What went wrong in the world to cause all these crazies? Just about everything. A super volcano explodes and sets off a tsunami that takes out the east coast. All of this craziness means the environment has gone totally WHACK, so enter hailstorms and other craziness all over the country. In case that wasn't enough, the weather loosed chemicals the government probably shouldn't have created that do seriously creepy (and varying) shit to people who encounter them. Youch. I thought that was maybe a BIT much. Anyway, very The Day After Tomorrow.
I really liked Dean as a narrator. Laybourne did a great job with him I thought. He definitely felt like a male character to me. He is smart, although not brilliant, and desperate to fit in. Being stuck in the Greenway with the kind of guys who pick on him and the popular senior he's been crushing on is a combination nightmare and dream.
There's a sense of unreality to the kids in a store plot line. There's something vaguely romantic about it, right? Freed of adults and able to eat candy for dinner or ice cream for breakfast. The reason it happens over and over again in books is that it makes a really good setting. It's an isolated little universe, and the characters put there have to redefine themselves in the context of this new group, as seen in The Breakfast Club.
Although they have their issues (drugs, overly-flirtatious thirteen year old girls, fistfights, lack of personal space, a couple bratty kids, etc.), these kids are remarkably resourceful, and do an amazing job setting up their own little community within the story. Most of their decisions were wise. They worked most things out, and I loved that they did so without coercion. They ran a better government than the real world. It was amazing that they did so well with so many little ones to take care of.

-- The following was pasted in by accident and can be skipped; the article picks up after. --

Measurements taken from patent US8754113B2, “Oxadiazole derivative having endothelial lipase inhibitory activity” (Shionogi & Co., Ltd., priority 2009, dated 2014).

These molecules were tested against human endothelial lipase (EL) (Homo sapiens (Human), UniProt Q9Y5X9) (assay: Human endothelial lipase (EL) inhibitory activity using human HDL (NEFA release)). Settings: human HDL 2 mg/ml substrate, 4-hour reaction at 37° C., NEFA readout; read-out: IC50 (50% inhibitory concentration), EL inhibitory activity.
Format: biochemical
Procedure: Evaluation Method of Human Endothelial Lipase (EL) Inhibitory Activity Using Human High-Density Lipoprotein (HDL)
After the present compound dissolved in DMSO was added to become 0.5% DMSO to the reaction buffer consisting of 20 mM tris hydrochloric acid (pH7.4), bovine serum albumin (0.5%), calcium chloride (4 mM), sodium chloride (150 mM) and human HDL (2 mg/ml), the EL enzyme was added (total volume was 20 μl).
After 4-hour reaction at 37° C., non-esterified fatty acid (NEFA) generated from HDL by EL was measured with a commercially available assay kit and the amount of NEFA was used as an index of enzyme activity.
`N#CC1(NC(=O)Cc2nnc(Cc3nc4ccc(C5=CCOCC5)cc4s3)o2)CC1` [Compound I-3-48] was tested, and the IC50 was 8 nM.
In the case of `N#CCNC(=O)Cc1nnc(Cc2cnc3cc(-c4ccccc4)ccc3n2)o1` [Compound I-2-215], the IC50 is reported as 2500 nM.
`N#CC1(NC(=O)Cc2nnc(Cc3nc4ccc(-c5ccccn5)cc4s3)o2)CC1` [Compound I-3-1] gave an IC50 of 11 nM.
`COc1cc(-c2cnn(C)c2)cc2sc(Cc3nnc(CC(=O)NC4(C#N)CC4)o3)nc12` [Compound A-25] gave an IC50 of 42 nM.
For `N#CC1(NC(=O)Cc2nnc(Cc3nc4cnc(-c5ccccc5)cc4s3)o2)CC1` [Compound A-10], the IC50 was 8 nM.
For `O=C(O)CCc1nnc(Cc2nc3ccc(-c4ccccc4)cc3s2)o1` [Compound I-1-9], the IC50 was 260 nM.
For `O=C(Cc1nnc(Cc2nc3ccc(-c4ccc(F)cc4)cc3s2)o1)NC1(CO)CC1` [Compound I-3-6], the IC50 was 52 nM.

The kids also have to struggle with trusting one another. Only a couple of them were actually real life friends. Now, the fourteen of them have to learn to at least tolerate one another. They also have to decide whether they can trust anyone else. Since they have so many resources, can they afford to let people in?
I have to mention quickly two plot holes that irked me. First, why did the bus driver leave the kids in the grocery store alone?!?! I mean, I know why, but I was yelling at my computer when she did that. I mean, it was freaking hailing and she's all like 'Peace out!' Dude, if I were her, I would wait and try to check the radios or whatever in the store (like the kids were smart enough to do) without going outside. That just felt too much like it happened to move the plot along. The other thing that really annoyed me was that none of the kids mourned for any of their classmates that DIED IN FRONT OF THEM ON THE BUS. Really kids? Josie is in shock for a couple of days over her friend's death, but then never mentions her again. WTF is that?
Also, having read this so far in advance, which is not my usual style, I've had the chance to read some other reviews on Monument 14. What bothered a lot of reviewers was the portrayal of women in the book. Looking back, I definitely agree that the three women of an age to be sexual are not portrayed well at all. They did seem like fairly believable characters, but it would be nice to see a more positive attitude towards females in the next book. I think the reason I wasn't up in arms about this was that the guys don't really come off so well, either. Most of the characters are varying degrees of not awesome people.
Despite those issues, I freaking ate up all of the drama and disaster in here. Monument 14 is a fast, action-packed ride, and I will most definitely be reading more. Then ending suggests more crazy drama is in store, although I'm not really sure how I feel about where it's going. Most people loved the ending, but one of my least favorite plot points happened. Haha. It IS intense, though.
Fourteen kids are trapped in a superstore (think Walmart, or Target) and they have to learn to trust and deal with each other in order to survive. They are mean and they don’t hold their tongues back. They are tired of taking care of the little ones and the bigger ones are not exactly fan of each other.
Also, it reminded a little bit of that movie The Mist but with kids. This book would make a really cool movie.